Readers of this weblog will know that the global financial crisis of the past 3 weeks has, in my view, fundamentally changed the landscape of global capitalism. A world that was effectively born on 4 November 1980, with the election of Ronald Reagan as U.S. President (I was in San Francisco at the time) has ended, and a period of untrammelled global neoliberalism will have to change if global finance capital is to survive.
How much has the world changed? Consider this. In the United Kingdom, where, of course, London is the second most important financial center in the world, the Royal Bank of Scotland, one of Britain's most important financial institutions, will soon be 57 per cent owned by the British state. It is also expected that the British state will own up to 40 per cent of the newly merged (and so far unnamed) Lloyds-TSB-Halifx Bank of Scotland combination, which is also one of the largest and most important British financial institutions. The British state already owns Northern Rock and Bradford and Bingley, specialist mortgage lenders that overreached their market niche and paid the price. In other words: the British state, which was one global center of the de-regulating neoliberal project, now is steering some of the most important components of British finance capital. Consider also another paragon of neoliberalism (indeed, as a consequence of the Wassenaar Accord, possibly the earlist adopter of neoliberalism in the North: the Netherlands' state owns the Dutch rump of ABN-AMRO and Fortis Nederland, two of the three biggest banks in the Netherlands. Again: the Dutch state is steering the most important components of Dutch finance capital. Examples of this degree of state intervention in finance capital abound in the North: in Germany, in Belgium, in Denmark, in Ireland, in Italy, in Iceland and, in all places, in Switzerland. The most significant intervention, of course, is the one that I have saved for last: the U.S. state owns 79.9 per cent of AIG, which at one time was the largest insurance company in the U.S., and as a consequence of the policy moves made by the U.S. Treasury on Monday will soon own significant shares in nine major U.S. financial institutions, including Bank of America (with which one-half of all U.S. households does some kind of banking), Citigroup, Wells Fargo, Morgan Stanley, Goldman Sachs (former firm of the U.S. Treasury Secretary), J.P. Morgan and Merrill Lynch. This is a consequence of their agreement to take part in both the Treasury’s ‘voluntary’ capital purchase programme--which was nothing of the sort, which U.S. finance given no choice by the state--and the Federal Deposit Insurance Corporation’s guarantee programme of senior bank debt and assorted deposit liabilities.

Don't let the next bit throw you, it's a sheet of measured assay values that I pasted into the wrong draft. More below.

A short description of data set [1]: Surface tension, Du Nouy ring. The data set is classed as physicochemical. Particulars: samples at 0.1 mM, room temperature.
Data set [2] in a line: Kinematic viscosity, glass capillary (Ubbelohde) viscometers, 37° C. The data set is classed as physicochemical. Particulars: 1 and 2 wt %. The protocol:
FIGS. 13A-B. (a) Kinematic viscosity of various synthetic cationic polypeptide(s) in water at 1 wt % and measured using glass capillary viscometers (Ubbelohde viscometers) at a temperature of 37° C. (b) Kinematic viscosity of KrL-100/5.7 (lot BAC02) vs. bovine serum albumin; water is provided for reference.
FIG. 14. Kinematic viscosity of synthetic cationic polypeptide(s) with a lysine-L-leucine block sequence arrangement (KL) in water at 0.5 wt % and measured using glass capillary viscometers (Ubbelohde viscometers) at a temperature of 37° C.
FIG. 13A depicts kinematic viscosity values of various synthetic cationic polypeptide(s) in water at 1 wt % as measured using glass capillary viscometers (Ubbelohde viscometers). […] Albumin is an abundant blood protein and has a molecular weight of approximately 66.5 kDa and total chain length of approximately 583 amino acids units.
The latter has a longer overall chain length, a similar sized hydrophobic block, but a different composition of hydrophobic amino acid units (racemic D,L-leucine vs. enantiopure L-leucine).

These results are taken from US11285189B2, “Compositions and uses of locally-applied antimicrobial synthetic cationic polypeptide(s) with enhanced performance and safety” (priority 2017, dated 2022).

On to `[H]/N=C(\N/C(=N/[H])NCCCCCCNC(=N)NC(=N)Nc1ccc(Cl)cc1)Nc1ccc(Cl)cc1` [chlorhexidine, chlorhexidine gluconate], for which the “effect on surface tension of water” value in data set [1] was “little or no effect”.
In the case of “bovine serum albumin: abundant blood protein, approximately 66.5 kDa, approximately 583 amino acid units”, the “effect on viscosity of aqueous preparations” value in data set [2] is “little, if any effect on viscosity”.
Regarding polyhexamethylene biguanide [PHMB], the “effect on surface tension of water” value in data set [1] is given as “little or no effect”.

The world has changed; the state has acted to save capitalism, just as it did in the 1930s, and where this will lead is very difficult to know.
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